Friday, July 18, 2014

Salsa Beans with Bell Peppers and Anaheim Chilies

We're having a big family potluck barbecue this weekend and I volunteered to make a batch of beans for the barbecue. It's pretty common our area to serve Santa Maria-style barbecued beef tri-tip, pinquito chili beans, and garlic french bread at a barbecue. You just can't beat good beef tri-tip cooked slow over an oak barbecue pit. 

One of my brothers-in-law, Don, used to make a good salsa bean recipe using Sun Vista canned pinto beans, Ortega tomato salsa and Italian stewed tomatoes. He was very brand-specific. He would add browned hamburger with onions and green bell peppers. He used a special seasoning salt blend that a friend of his concocted, and we always kept a supply of "Fiscalini's seasoning" on hand and used it for everything. Its kind of like Lawry's, but with more salt, pepper and granulated garlic.

Another brother-in-law, Gary, made the traditional Santa Maria-style pinqinto beans, using the small pintos, but that was a whole other batch of beans. He used dried pinquitos to start with, and it was an all day affair.

I use to make my own version of the first kind of salsa chili beans in large quantities for all our family barbecues when my kids were growing up, but nowadays the dynamics of the family have changed and we don't have big family barbecues every weekend like we use too. The trick is, when making beans for a crowd they can't be too hot, but they need to have flavor. When I make beans these days, I can make smaller batches and experiment a lot.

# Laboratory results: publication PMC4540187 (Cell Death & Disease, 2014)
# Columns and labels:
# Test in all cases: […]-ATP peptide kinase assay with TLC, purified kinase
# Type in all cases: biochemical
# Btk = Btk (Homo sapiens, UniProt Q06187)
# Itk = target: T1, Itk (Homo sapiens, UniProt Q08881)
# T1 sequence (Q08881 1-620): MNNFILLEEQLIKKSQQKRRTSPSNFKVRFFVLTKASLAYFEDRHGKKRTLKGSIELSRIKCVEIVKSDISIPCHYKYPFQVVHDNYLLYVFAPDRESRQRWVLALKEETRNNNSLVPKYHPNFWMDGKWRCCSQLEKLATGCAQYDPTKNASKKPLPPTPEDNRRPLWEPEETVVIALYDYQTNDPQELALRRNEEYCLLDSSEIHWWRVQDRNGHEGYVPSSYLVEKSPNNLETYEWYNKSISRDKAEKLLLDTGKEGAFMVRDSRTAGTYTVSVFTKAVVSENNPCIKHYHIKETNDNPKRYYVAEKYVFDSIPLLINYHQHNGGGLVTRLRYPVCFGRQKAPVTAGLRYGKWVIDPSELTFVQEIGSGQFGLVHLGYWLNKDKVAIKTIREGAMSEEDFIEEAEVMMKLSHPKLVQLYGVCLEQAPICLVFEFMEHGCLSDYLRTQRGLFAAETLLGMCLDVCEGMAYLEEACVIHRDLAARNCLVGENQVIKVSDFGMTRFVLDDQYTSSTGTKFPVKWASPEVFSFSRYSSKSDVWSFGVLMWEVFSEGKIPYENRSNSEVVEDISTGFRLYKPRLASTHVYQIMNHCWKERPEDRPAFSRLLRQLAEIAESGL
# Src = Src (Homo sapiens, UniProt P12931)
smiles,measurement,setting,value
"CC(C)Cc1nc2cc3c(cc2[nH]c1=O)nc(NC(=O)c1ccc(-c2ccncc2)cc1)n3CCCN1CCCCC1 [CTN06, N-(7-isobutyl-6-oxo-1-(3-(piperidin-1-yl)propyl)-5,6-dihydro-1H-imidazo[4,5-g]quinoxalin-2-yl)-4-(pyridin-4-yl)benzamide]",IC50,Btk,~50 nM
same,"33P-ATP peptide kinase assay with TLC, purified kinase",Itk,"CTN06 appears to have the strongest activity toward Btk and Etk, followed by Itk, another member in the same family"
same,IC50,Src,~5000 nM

I prefer making chili with black beans, because they have more fiber and I like the taste better than pinto beans. I will mix some black beans in with the pintos for this batch, mostly for color. Also, I recently acquired another local rancher's seasoning blend (Perozzi family), which is similar to Santa Maria-style seasoning, but a little heavier on the pepper and garlic. So this weekend I am going to make a batch of salsa beans, sans hamburger meat, and heavy on the onions and bell peppers, for our family picnic. I want to keep it vegetarian for the non-meat eaters in our clan. My audacious barbecue-master brother will be barbecuing enough beef and chicken to satisfy the meat lovers. He is barbecuing a whole top block, or "sirloin", for the big day, along with his specialty chicken thighs.

Anyway, I got my basic ingredients: Ranch-style pinto beans, black beans, and salsa. It's not Ortega salsa, but I couldn't find any of that. I don't have any Italian stewed tomatoes, either, so I plan to add a can of diced tomatoes and a big pinch of dried Italian seasoning. I began by dicing an onion and a bell pepper. I first tasted, then chopped up one of the other peppers that came in our SLO Veg box this week. I am not sure what kind of pepper it is, but its not a jalapeno or a serrano or a Fresno chili. I got a few of those, also, but they are not for this batch of beans. I think the ones I used are just called green chili peppers, or Anaheim chilies. Pretty mild, like the diced Ortega chilies in a can, which is what I used when I don't have fresh chilies.

I pre-fried the onions and peppers until they were soft and slightly browned to bring out a lot of flavors. Then I simply open my cans of beans, drained off some of the liquid, and pour them into the crock pot. I will add diced tomatoes, some salsa and a tablespoon of tomato paste and stir it all together and let it cook low and slow until it is time to eat. Everyone always like these beans, and it can't get much easier.

My recipe is:
1 white onion, diced
2 Anaheim green chilies, diced
2 cloves garlic, minced
1 gallon pinto beans, UN-drained
(I used ranch-style today, because I like their sauce)
1 28-can black beans, drained
1 cup salsa
1 15-oz can diced tomatoes
1 tablespoon dried Italian seasoning
1 teaspoon chili powder
1-2 teaspoons seasoning blend (I used Perozzi's private blend. You can use Lawry's  or Santa Maria-style seasoning)

Empty crock? Does that mean they liked it???

No comments:

Post a Comment